Art Ensemble of Chicago - Tutankhamun
Art Ensemble of Chicago - Tutankhamun
Art Ensemble of Chicago - Tutankhamun
Art Ensemble of Chicago - Tutankhamun

Art Ensemble of Chicago - Tutankhamun

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Lester Bowie: trumpet, percussion instruments

Malachi Favors Maghostut: bass, percussion instruments, vocals

Joseph Jarman: saxophones, clarinets, percussion instruments

Roscoe Mitchell: saxophones, clarinets, flute, percussion instruments

Written by Malachi Favors Maghostut and Roscoe Mitchell

 

1 LP, standard sleeve

Original analog Master tape : YES

Heavy Press : 180g

Record color : black

Speed : 33RPM

Size : 12”

Stereo

Studio

Record Press :  Pallas

Label :  ORG Music

Original Label : Freedom

Recorded at Polydor Studios (Dames II) Paris on June 26, 1969

Engineered by

Produced by Alan Bates, Chris Whent

Remastered at Infrasonic Mastering by Dave Gardner

Originally released in 1974

Reissued in 2013

 

Tracks :

Side A:

1. Tutankhamun
2. Tthinitthedalen Part 1

Side B:

1. The 9th Room
2. Tthintthedalen Part 2

 

Reviews :

"This landmark album is one of the most influential free jazz recordings in the '60s avant-garde canon. Beginning with the bizarre vocal stylings of bassist Malachi Favors, Tutankhamun's four lengthy tracks are filled with eccentric and eclectic horn arrangements, usually followed by extended improvisations. Creating a canvas of sound that swells from intense to distant, the Art Ensemble use rubato (non-tempo) musical statements with great tonal variety. What makes the Art Ensemble's music different from others writing free jazz during this period is their use of dynamic contrast. The highlight of Tutankhamun is "The Ninth Room," a piece that emphasizes the experimental soloing abilities of saxophonist Roscoe Mitchell and trumpeter Lester Bowie. Drummer Joseph Jarman uses a variety of unconventional percussion instruments on this track, including various non-discernable metal and wooden objects. This album is for the jazz aficionado looking to explore new aural vistas. The music on Tutankhamun is more about texture than melody, harmony, or even rhythm and counterpoint. The beauty of this music, however, is that the notes we hear offer a compelling and thought-provoking journey into the possibilities of sound itself." AllMusic Review by Rovi Staff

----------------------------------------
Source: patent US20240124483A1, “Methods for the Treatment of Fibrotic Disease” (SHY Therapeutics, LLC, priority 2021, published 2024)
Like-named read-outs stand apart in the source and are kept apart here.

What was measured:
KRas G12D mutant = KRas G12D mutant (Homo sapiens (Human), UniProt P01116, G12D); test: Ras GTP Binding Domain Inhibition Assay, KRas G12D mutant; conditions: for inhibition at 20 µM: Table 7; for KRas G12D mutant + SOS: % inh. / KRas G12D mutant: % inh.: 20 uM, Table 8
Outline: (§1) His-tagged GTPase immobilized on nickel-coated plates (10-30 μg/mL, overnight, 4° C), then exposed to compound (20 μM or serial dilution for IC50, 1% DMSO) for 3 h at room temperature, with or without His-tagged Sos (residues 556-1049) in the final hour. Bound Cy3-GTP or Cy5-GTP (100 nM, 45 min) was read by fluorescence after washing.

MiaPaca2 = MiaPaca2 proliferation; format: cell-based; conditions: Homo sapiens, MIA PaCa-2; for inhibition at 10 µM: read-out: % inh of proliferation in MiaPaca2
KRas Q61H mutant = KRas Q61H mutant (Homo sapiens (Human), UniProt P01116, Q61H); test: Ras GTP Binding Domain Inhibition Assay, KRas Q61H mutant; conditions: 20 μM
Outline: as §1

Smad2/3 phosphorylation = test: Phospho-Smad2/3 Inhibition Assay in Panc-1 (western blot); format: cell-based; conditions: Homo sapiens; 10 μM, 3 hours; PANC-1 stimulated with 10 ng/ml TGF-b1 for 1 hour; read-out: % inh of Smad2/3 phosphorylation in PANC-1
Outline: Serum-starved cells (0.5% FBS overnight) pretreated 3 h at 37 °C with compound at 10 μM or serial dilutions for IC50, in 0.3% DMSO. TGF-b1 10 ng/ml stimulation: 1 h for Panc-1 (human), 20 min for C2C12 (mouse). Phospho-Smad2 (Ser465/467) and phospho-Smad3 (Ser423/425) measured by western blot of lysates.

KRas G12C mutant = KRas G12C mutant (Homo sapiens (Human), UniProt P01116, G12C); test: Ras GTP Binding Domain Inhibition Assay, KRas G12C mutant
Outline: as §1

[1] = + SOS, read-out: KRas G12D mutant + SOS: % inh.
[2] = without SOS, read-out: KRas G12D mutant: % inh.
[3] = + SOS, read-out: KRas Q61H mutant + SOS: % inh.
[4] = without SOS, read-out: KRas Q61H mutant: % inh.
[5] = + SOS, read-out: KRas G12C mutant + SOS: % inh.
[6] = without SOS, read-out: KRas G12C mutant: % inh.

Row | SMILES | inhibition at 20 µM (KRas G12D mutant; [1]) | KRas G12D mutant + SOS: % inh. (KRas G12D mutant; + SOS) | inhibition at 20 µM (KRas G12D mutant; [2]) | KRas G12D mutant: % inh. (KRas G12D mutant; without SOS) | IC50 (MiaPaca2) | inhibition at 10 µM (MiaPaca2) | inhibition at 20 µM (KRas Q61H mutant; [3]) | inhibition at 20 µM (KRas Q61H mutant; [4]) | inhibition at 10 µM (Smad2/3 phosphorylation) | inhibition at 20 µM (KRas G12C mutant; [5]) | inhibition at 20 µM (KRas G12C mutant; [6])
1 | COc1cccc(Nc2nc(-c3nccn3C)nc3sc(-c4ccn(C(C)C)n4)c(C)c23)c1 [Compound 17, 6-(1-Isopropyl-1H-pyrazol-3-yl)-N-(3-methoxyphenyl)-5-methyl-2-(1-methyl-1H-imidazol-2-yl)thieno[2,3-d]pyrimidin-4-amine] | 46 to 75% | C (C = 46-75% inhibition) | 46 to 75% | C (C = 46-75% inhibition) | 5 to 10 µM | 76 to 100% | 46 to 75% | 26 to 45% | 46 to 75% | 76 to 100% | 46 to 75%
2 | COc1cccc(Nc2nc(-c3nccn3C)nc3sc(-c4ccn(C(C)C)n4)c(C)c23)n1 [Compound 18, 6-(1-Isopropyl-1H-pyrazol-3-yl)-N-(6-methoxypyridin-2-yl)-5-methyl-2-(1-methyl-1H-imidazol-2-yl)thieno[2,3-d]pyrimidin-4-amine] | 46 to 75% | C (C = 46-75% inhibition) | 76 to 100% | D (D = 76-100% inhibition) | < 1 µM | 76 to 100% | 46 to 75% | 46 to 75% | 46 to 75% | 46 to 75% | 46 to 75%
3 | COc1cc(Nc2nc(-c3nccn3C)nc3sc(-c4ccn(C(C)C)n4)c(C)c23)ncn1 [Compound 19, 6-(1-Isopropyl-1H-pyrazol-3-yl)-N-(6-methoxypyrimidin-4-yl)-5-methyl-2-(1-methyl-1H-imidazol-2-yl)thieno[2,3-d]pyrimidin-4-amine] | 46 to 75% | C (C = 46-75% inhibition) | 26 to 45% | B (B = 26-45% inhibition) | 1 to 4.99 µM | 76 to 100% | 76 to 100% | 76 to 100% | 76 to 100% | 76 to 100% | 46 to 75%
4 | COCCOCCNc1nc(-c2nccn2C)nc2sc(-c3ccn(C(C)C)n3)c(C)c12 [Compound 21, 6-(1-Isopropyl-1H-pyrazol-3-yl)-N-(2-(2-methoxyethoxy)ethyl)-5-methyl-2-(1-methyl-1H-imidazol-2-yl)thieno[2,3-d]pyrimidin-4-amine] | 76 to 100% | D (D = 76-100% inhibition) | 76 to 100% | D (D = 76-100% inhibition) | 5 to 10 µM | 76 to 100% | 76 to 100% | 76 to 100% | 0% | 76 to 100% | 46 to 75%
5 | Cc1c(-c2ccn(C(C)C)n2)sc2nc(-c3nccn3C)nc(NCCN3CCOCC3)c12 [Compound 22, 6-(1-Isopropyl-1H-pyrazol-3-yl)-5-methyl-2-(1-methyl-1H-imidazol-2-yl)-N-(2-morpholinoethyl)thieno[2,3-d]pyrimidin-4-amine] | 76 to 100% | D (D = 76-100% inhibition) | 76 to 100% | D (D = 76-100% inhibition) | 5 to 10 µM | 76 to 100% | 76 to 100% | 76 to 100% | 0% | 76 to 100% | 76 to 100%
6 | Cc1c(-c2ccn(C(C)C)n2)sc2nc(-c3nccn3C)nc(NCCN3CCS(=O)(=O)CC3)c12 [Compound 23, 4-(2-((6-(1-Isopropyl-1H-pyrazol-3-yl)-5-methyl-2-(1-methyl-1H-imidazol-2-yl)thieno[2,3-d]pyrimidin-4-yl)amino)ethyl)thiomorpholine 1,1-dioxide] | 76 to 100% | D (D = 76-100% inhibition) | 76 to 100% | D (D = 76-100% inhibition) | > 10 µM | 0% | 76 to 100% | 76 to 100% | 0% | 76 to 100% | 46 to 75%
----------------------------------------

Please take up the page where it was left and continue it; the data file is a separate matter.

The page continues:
Ratings :

AllMusic 4,5/5  ,   Discogs 4.67/5

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